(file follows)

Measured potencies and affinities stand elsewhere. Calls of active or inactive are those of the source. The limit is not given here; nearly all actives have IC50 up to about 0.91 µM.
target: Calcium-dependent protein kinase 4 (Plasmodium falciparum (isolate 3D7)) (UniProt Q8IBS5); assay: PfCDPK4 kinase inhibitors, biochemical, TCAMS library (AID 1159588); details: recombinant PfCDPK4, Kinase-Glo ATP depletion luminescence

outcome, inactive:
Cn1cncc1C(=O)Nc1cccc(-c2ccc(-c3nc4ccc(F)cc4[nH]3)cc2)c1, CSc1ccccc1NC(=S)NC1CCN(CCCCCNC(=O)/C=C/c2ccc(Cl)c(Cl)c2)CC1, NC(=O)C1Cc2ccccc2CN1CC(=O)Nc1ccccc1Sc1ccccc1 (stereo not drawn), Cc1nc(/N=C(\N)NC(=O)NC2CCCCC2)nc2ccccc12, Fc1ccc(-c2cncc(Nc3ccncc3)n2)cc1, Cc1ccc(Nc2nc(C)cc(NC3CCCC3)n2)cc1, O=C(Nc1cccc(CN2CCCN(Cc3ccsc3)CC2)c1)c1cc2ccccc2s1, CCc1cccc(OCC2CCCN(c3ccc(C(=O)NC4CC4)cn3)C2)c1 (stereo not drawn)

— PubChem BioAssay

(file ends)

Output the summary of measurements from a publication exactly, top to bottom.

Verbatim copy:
Measured potencies and affinities stand elsewhere. Calls of active or inactive are those of the source. The limit is not given here; nearly all actives have IC50 up to about 0.91 µM.
target: Calcium-dependent protein kinase 4 (Plasmodium falciparum (isolate 3D7)) (UniProt Q8IBS5); assay: PfCDPK4 kinase inhibitors, biochemical, TCAMS library (AID 1159588); details: recombinant PfCDPK4, Kinase-Glo ATP depletion luminescence

outcome, inactive:
Cn1cncc1C(=O)Nc1cccc(-c2ccc(-c3nc4ccc(F)cc4[nH]3)cc2)c1, CSc1ccccc1NC(=S)NC1CCN(CCCCCNC(=O)/C=C/c2ccc(Cl)c(Cl)c2)CC1, NC(=O)C1Cc2ccccc2CN1CC(=O)Nc1ccccc1Sc1ccccc1 (stereo not drawn), Cc1nc(/N=C(\N)NC(=O)NC2CCCCC2)nc2ccccc12, Fc1ccc(-c2cncc(Nc3ccncc3)n2)cc1, Cc1ccc(Nc2nc(C)cc(NC3CCCC3)n2)cc1, O=C(Nc1cccc(CN2CCCN(Cc3ccsc3)CC2)c1)c1cc2ccccc2s1, CCc1cccc(OCC2CCCN(c3ccc(C(=O)NC4CC4)cn3)C2)c1 (stereo not drawn)

— PubChem BioAssay